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LinkedIn Suffered Ransomware Attack With Loss Of Data And Ransom Demand


LinkedIn suffered a concurrent ransomware attack, leaving many users locked out of their accounts. The threat actors requested ransom payments to release control of these accounts, the report says.

In August, many users lost access to their accounts. In response, experts in cybersecurity determined that the trigger for the breach was not a leak in the system, but incorrect behavior of users. They also asserted that the purpose of the attack was to exploit data from other breaches. It was an attempt to see if LinkedIn users had reused usernames and passwords.

According to a statement, the concurrent attacks on LinkedIn highlight a fundamental fact: hackers consistently target what people hold dear, hackers value professional social media platforms like LinkedIn.

Arguably, in addition to the loss of access to professional accounts, loss of digital presence is not the only thing, as users risk damaging built reputations and potential future revenue.

How to protect your LinkedIn account

Today, many users are not paying enough attention to how social media platforms and other applications can impact their privacy and security, leading to improper decisions about online presence.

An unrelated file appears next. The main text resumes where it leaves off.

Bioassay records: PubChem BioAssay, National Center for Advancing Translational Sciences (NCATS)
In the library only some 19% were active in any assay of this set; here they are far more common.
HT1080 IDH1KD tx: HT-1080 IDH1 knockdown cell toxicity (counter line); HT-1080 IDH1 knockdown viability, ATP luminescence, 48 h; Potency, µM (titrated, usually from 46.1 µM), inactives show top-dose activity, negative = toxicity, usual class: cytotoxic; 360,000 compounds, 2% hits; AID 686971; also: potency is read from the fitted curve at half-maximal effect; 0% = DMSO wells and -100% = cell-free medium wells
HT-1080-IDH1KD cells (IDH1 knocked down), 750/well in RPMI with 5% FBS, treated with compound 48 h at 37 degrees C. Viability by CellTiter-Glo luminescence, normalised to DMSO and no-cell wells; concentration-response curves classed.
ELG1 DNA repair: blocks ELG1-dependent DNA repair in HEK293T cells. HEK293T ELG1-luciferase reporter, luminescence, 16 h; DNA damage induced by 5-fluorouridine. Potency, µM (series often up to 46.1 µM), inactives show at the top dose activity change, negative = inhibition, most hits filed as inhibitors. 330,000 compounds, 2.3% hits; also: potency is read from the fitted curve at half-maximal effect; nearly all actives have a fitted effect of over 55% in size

To combat this, they advise users to use strong complex passwords, preferably a minimum of 12 characters including uppercase and lowercase letters, numbers, and special characters.

According to Hive Systems, threat actors will need 226 years to brute force unguessable passwords, leading to the security and safety of social business accounts.

However, passwords with 6 characters despite having numbers, different case letters, and special characters can be hacked with sufficient hacking brute force.

Additionally, users should enable two-factor authentication, either through SMS or an authenticator app, to avoid hackers breaching into their account.

Sharma noted, We witnessed an especially scary trend in the recent hijackings wherein attackers changed the account password then proceeded to enable two-factor authentication, making it impossible for the original user to retrieve their account.